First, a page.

Paula Tavares, senior legal and gender specialist at the World Bank: “Impacts of the Covid-19 pandemic on labor markets have resulted in increased unemployment, job losses and income insecurity for millions of men and women, with female workers disproportionately affected. Disruptions posed by the crisis on employment, child care and school routines have further deepened pre-existing gender gaps in the work force, to a large extent due to the types of industries, jobs and caregiving responsibilities women are predominantly involved in. Women in Latin America hold a larger share of informal, vulnerable and low-paid jobs. They are also overrepresented in sectors most affected by the pandemic, such as retail, hospitality and tourism, many of which entail personal interaction and cannot be done remotely. In conjunction, the unequal share of unpaid care work in the home results in time-poverty for female workers, who need to juggle domestic and professional responsibilities. With social isolation measures, school closures and limited access to child care, this burden has further increased, particularly for working mothers. The combination of factors has resulted in a disproportionate impact of the pandemic on women’s employment compared to men’s, as well as a projected gap in recovery. According to a recent World Bank study, while temporarily unemployed workers started to go back to work as the crisis evolved, the difference in job losses between women and men persisted. In this context, a legal and regulatory framework supportive of women’s economic participation such as examined by the World Bank’s Women, Business and the Law, as well as policy measures and responses that target women and reduce the gendered impacts of the crisis, can help ensure an inclusive recovery.”

Valentina Sader, assistant director and Brazil lead at the Atlantic Council’s Adrienne Arsht Latin America Center: “While the election of Vice President Kamala Harris in the United States, the legalization of abortion in Argentina and, most recently, the confirmation of Ngozi Okonjo-Iweala as Secretary General of the World Trade Organization represent major wins for women across the globe, gender inequalities have heightened in the past year. From increasingly higher rates of gender-based violence in Mexico and Brazil to major setbacks in terms of women’s employment, the Covid-19 pandemic has reinforced the long path that remains in closing the gender gap in Latin America and the Caribbean. With lockdown measures in place, unpaid child care and housework have fallen disproportionately on women. Sectors hardest hit by the pandemic account for 56.9 percent of female employment in Latin America and 54.3 percent in the Caribbean. Women are also overrepresented in the informal sector, unprotected and deeply affected by efforts to contain the pandemic. Reducing gender inequalities in the labor market will boost productivity and growth, while also reducing poverty and shrinking income disparities. The disproportionate challenges women face in times of crisis is exactly why representation matters. Bringing women to the decision-making table, and back to the work force—equitably—is more imperative than ever. Women can play a fundamental role in driving regional economies to recover post-Covid-19 and to exponential, inclusive growth thereafter. Thus, addressing gender issues should be at the core of economic recovery post-Covid-19.”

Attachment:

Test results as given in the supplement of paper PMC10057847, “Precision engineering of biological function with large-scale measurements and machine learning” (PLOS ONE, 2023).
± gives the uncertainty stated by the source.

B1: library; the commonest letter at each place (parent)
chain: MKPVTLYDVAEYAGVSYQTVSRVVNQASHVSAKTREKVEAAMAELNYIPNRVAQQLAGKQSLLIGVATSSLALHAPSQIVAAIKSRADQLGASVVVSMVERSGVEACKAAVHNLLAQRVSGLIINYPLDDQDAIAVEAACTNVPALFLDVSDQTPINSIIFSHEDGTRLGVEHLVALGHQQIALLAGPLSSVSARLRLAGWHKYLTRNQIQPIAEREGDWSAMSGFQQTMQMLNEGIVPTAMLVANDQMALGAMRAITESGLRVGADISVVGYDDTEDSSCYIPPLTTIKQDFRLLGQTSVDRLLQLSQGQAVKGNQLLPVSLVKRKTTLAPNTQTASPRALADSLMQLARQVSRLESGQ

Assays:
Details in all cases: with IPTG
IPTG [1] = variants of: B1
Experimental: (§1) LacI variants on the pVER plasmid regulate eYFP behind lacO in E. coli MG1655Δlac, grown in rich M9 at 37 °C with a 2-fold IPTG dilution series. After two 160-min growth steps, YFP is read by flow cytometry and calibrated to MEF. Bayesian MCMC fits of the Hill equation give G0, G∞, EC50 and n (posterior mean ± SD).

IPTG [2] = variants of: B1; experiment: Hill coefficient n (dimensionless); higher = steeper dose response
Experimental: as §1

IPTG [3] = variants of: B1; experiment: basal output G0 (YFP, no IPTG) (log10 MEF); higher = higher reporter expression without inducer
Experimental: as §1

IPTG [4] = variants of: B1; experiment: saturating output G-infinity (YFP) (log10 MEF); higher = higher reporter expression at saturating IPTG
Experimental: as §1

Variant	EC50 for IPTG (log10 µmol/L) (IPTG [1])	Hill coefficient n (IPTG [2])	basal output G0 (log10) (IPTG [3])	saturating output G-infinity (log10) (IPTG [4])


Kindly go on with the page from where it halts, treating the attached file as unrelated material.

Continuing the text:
Latin America Advisor logo.The Latin America Advisor features Q&A from leaders in politics, economics, and finance every business day. It is available to members of the Dialogue’s Corporate Program and others by subscription.


Related Links

Suggested Content